These two steps are important. They may seem extraneous now but they’ll save you from a sloppy neckline and painful irritation down the road.

Prepare with a Gentle Wash

Prep with warm water and a gentle face wash to start with a clean surface. Most men skip their neck entirely when washing or even rinsing their face, but it’s important you cleanse your neck as well to wash away any impurities before going in with a razor. Most importantly, washing will also prep your skin and hair, making your razor’s job a lot easier. At the very least, shave after you shower to take advantage of the built-up steam or rinse with a lot of warm water.
Make sure to use a gentle face cleanser and save the body wash for the shower. Body wash is too harsh and could strip away too much of your skin’s natural oils.

Lather Bigger and Better

Stay away from the canned foam and create your own lather. The ingredients in canned foam will dry out your skin so stick to the squeeze-tube variety that you can lather yourself. You’ll want to go big here and create an extra thick layer of lather to protect the skin on your neck. Get a shaving brush if you don’t have one. A shaving brush will prep your neck even further by lifting the hairs and covering every individual strand with lather.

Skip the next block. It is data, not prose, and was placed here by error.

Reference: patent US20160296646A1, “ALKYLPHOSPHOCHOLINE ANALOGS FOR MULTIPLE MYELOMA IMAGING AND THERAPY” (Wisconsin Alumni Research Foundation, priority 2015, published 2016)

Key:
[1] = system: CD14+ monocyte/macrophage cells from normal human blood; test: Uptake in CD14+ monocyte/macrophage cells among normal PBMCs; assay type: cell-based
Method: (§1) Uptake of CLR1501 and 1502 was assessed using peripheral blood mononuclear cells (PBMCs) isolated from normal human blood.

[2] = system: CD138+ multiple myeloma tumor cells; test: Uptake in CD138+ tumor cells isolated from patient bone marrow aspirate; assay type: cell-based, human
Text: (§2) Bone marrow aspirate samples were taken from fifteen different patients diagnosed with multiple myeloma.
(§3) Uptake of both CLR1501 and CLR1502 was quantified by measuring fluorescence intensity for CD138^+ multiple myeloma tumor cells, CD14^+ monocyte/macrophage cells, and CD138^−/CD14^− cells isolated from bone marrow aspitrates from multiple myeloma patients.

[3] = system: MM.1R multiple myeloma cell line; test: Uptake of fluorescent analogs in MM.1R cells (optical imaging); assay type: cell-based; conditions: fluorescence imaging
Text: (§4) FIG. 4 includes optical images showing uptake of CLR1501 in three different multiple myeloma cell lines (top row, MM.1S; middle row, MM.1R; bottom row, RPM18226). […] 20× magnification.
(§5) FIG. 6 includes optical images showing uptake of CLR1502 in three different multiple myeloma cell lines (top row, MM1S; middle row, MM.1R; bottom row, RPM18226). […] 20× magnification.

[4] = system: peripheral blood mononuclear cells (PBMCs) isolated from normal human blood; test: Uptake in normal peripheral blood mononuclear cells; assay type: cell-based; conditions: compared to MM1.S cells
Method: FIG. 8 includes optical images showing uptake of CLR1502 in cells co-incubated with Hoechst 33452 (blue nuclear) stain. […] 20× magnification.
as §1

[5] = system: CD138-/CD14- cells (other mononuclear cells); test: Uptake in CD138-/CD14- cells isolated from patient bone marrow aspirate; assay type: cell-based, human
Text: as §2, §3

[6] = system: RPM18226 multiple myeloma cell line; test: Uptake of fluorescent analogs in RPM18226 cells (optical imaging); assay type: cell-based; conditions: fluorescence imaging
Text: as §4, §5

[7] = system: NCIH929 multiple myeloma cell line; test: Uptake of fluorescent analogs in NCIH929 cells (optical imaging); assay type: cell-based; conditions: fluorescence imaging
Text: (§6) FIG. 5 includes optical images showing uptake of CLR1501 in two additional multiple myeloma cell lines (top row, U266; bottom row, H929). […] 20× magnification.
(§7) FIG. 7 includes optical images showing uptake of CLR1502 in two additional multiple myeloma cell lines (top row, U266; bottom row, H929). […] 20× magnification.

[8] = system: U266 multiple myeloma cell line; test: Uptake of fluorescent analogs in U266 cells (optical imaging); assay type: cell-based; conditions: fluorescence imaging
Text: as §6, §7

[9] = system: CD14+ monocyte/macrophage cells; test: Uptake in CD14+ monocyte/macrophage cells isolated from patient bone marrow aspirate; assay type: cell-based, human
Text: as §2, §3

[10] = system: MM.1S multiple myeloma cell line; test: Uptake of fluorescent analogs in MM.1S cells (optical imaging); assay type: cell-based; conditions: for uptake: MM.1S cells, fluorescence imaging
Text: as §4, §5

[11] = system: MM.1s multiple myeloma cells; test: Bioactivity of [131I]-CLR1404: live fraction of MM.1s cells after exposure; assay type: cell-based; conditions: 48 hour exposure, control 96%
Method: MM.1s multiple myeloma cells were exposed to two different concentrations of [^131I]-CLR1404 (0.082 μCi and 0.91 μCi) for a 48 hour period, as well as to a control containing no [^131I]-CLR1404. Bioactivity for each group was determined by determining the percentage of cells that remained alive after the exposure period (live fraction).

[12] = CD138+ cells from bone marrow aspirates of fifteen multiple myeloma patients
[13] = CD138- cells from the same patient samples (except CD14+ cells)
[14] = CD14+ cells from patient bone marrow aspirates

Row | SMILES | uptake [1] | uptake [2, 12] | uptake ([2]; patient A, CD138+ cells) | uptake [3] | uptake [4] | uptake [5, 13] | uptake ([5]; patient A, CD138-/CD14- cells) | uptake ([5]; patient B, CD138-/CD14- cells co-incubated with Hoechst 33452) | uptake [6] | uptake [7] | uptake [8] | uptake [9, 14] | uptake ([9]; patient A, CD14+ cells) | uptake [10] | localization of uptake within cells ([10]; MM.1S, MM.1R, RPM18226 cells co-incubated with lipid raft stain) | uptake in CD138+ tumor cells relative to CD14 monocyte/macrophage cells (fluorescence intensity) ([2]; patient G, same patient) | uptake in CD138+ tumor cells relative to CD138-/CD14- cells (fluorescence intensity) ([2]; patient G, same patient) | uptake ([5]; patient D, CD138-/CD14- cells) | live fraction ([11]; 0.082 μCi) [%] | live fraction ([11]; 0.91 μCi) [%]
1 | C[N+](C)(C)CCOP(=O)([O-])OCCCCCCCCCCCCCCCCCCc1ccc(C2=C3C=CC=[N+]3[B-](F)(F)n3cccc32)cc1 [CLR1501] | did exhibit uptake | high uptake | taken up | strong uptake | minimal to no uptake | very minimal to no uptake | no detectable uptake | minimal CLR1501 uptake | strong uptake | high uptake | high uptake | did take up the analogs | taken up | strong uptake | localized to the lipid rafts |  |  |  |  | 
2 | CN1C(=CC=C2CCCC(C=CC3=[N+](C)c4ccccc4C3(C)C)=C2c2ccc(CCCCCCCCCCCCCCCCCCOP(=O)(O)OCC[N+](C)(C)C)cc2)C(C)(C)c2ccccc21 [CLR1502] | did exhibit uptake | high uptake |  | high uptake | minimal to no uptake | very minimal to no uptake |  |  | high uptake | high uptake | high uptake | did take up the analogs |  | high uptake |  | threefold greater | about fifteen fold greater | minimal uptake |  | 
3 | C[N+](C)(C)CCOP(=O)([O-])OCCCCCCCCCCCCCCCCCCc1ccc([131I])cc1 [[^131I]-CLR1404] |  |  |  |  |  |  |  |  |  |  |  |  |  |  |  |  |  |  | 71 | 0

Before you go in with your razor, shave your face first and leave your neck for last. The product will have time to absorb into the stubble and skin to give you an easier shave.

Consider the Amount of Pressure

Your neck’s terrain is sensitive and curved, which means you should be extra aware of the amount of pressure you’re using to avoid nicks. Most razors are designed to combat some of the unnecessary pressure but to be careful, try holding the razor at its center-of-gravity, or at the very end of the handle. This will make sure that the razor’s contact against your skin is just enough to shave the hairs. If you feel like you really need to exert force to shave, you most likely need to start with a fresh blade cartridge.